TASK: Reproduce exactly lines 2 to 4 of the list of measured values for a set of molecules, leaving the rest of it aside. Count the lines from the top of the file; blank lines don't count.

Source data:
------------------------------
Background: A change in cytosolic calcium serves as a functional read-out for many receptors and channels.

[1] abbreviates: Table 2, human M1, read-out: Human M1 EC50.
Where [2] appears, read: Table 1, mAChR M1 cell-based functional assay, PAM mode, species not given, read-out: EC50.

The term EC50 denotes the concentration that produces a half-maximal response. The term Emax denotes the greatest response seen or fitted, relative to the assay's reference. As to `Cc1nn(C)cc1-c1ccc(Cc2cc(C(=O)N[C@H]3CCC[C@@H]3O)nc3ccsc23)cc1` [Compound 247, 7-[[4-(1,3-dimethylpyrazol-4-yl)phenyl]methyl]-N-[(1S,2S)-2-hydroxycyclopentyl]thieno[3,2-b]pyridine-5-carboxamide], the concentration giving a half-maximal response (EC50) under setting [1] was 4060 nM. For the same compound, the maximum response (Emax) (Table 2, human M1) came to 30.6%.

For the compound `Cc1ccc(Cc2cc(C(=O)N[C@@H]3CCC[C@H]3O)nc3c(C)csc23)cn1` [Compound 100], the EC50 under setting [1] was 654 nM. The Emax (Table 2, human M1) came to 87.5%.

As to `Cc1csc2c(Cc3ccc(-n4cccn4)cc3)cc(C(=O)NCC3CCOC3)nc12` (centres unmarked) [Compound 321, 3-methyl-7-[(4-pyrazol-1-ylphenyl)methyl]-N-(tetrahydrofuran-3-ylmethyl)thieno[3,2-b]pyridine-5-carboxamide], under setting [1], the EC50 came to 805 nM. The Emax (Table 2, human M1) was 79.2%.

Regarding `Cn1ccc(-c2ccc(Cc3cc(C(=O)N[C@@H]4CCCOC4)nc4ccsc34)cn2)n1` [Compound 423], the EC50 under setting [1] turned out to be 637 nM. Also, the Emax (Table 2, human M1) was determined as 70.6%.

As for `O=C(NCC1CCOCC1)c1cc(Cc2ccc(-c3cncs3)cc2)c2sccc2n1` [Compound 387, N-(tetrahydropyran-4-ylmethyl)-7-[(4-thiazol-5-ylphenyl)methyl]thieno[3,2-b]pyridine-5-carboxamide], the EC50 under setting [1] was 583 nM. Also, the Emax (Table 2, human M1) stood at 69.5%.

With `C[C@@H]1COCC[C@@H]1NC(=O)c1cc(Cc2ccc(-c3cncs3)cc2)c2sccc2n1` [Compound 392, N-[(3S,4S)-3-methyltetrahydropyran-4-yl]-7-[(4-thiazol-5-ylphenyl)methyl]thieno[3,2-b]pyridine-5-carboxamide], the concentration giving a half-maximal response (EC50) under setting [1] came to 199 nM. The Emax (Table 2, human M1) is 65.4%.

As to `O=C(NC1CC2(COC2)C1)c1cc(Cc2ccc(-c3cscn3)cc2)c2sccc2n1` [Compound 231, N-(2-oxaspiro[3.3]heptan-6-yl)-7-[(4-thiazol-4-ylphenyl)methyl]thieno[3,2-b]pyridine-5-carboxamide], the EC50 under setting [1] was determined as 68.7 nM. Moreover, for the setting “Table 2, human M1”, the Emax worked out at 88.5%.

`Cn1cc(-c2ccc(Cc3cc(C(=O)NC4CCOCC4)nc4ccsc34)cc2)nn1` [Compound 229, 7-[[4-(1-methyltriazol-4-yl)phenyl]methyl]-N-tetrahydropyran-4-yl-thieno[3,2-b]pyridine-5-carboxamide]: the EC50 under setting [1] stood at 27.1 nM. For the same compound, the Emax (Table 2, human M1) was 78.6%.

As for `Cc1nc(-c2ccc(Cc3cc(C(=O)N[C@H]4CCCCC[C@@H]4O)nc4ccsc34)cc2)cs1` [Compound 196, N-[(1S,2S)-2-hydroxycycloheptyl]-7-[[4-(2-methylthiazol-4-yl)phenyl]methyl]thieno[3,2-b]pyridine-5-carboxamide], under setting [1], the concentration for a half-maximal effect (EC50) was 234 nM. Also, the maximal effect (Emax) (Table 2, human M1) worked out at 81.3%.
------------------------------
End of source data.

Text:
[1] abbreviates: Table 2, human M1, read-out: Human M1 EC50.
Where [2] appears, read: Table 1, mAChR M1 cell-based functional assay, PAM mode, species not given, read-out: EC50.

The term EC50 denotes the concentration that produces a half-maximal response. The term Emax denotes the greatest response seen or fitted, relative to the assay's reference. As to `Cc1nn(C)cc1-c1ccc(Cc2cc(C(=O)N[C@H]3CCC[C@@H]3O)nc3ccsc23)cc1` [Compound 247, 7-[[4-(1,3-dimethylpyrazol-4-yl)phenyl]methyl]-N-[(1S,2S)-2-hydroxycyclopentyl]thieno[3,2-b]pyridine-5-carboxamide], the concentration giving a half-maximal response (EC50) under setting [1] was 4060 nM. For the same compound, the maximum response (Emax) (Table 2, human M1) came to 30.6%.